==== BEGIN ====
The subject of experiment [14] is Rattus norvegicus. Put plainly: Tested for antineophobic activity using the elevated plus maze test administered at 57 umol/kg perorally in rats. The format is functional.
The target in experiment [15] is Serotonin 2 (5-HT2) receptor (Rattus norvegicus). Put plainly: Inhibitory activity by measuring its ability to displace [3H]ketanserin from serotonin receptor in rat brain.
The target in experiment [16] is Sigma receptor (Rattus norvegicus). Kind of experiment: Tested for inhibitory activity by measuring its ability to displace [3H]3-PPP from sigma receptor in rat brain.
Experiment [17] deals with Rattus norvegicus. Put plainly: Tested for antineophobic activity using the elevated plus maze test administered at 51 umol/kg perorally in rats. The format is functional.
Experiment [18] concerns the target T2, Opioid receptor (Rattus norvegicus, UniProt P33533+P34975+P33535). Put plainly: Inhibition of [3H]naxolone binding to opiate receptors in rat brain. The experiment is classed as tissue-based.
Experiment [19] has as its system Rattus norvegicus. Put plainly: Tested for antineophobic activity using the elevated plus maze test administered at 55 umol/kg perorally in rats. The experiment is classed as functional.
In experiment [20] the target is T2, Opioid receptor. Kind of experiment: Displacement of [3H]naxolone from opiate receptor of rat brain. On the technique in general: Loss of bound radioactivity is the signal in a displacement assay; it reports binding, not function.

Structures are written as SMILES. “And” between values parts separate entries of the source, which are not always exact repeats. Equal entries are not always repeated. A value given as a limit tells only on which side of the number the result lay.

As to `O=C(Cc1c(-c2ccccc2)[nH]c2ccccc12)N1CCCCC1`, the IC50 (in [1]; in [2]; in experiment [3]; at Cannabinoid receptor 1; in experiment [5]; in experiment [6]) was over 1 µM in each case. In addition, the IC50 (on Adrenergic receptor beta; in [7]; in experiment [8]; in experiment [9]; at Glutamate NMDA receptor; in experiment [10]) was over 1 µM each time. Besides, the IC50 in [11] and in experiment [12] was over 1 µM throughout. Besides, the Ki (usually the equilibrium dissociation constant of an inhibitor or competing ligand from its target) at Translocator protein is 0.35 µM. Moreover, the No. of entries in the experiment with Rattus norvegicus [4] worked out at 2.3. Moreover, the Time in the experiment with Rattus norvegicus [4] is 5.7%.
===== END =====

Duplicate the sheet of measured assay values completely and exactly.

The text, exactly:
The subject of experiment [14] is Rattus norvegicus. Put plainly: Tested for antineophobic activity using the elevated plus maze test administered at 57 umol/kg perorally in rats. The format is functional.
The target in experiment [15] is Serotonin 2 (5-HT2) receptor (Rattus norvegicus). Put plainly: Inhibitory activity by measuring its ability to displace [3H]ketanserin from serotonin receptor in rat brain.
The target in experiment [16] is Sigma receptor (Rattus norvegicus). Kind of experiment: Tested for inhibitory activity by measuring its ability to displace [3H]3-PPP from sigma receptor in rat brain.
Experiment [17] deals with Rattus norvegicus. Put plainly: Tested for antineophobic activity using the elevated plus maze test administered at 51 umol/kg perorally in rats. The format is functional.
Experiment [18] concerns the target T2, Opioid receptor (Rattus norvegicus, UniProt P33533+P34975+P33535). Put plainly: Inhibition of [3H]naxolone binding to opiate receptors in rat brain. The experiment is classed as tissue-based.
Experiment [19] has as its system Rattus norvegicus. Put plainly: Tested for antineophobic activity using the elevated plus maze test administered at 55 umol/kg perorally in rats. The experiment is classed as functional.
In experiment [20] the target is T2, Opioid receptor. Kind of experiment: Displacement of [3H]naxolone from opiate receptor of rat brain. On the technique in general: Loss of bound radioactivity is the signal in a displacement assay; it reports binding, not function.

Structures are written as SMILES. “And” between values parts separate entries of the source, which are not always exact repeats. Equal entries are not always repeated. A value given as a limit tells only on which side of the number the result lay.

As to `O=C(Cc1c(-c2ccccc2)[nH]c2ccccc12)N1CCCCC1`, the IC50 (in [1]; in [2]; in experiment [3]; at Cannabinoid receptor 1; in experiment [5]; in experiment [6]) was over 1 µM in each case. In addition, the IC50 (on Adrenergic receptor beta; in [7]; in experiment [8]; in experiment [9]; at Glutamate NMDA receptor; in experiment [10]) was over 1 µM each time. Besides, the IC50 in [11] and in experiment [12] was over 1 µM throughout. Besides, the Ki (usually the equilibrium dissociation constant of an inhibitor or competing ligand from its target) at Translocator protein is 0.35 µM. Moreover, the No. of entries in the experiment with Rattus norvegicus [4] worked out at 2.3. Moreover, the Time in the experiment with Rattus norvegicus [4] is 5.7%.